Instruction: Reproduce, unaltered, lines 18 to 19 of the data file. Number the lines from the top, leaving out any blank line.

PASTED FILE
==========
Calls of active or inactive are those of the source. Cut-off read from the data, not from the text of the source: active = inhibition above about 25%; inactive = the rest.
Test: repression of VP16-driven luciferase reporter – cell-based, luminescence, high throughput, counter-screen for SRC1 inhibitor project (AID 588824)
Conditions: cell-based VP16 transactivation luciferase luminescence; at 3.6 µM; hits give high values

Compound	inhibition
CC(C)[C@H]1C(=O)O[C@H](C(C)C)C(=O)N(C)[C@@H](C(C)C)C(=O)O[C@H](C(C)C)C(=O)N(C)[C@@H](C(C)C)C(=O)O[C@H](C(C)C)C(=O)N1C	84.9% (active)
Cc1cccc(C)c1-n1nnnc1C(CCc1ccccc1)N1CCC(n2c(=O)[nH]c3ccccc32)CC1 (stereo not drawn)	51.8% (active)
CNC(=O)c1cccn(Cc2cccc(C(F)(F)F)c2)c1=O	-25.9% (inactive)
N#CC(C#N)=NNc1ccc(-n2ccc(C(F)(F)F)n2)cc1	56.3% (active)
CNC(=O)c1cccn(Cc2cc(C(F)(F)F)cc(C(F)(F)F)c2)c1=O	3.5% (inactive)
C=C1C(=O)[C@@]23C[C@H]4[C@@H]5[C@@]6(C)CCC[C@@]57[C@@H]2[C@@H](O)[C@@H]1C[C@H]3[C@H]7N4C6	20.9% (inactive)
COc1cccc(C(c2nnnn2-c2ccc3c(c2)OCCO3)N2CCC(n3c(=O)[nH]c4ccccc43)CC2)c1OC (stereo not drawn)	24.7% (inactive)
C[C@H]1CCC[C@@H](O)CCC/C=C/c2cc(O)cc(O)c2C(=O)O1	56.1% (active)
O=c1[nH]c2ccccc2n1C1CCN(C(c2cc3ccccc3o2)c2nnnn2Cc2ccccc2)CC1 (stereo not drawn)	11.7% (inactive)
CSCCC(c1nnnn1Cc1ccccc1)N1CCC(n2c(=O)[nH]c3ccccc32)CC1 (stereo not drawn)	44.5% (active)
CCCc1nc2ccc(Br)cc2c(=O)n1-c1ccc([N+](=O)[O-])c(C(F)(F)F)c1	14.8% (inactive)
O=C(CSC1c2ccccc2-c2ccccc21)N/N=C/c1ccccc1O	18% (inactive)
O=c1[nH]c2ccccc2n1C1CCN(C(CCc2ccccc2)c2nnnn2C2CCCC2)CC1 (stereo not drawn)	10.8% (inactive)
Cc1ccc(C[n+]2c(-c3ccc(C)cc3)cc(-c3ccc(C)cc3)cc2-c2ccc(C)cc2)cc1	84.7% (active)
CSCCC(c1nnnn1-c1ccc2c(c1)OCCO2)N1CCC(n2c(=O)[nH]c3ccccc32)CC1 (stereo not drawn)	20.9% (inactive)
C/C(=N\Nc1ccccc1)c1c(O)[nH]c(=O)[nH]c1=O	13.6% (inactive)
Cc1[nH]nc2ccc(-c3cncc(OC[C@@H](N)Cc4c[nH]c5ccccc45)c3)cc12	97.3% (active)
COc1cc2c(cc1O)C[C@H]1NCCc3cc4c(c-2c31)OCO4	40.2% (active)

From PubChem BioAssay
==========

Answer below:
Cc1ccc(C[n+]2c(-c3ccc(C)cc3)cc(-c3ccc(C)cc3)cc2-c2ccc(C)cc2)cc1	84.7% (active)
CSCCC(c1nnnn1-c1ccc2c(c1)OCCO2)N1CCC(n2c(=O)[nH]c3ccccc32)CC1 (stereo not drawn)	20.9% (inactive)